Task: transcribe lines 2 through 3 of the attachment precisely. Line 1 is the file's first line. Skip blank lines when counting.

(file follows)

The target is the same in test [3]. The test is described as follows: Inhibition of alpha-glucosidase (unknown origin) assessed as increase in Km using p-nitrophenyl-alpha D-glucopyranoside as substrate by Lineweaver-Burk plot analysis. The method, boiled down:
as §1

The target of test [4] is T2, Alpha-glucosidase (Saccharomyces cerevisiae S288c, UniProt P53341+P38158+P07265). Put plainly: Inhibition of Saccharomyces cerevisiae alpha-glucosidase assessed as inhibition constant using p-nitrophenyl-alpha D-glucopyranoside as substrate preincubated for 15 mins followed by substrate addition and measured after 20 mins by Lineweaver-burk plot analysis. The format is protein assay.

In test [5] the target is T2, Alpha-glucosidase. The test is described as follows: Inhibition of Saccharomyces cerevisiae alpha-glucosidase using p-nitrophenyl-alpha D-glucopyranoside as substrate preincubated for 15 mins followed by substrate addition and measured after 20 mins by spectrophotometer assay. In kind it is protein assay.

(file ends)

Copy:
as §1

The target of test [4] is T2, Alpha-glucosidase (Saccharomyces cerevisiae S288c, UniProt P53341+P38158+P07265). Put plainly: Inhibition of Saccharomyces cerevisiae alpha-glucosidase assessed as inhibition constant using p-nitrophenyl-alpha D-glucopyranoside as substrate preincubated for 15 mins followed by substrate addition and measured after 20 mins by Lineweaver-burk plot analysis. The format is protein assay.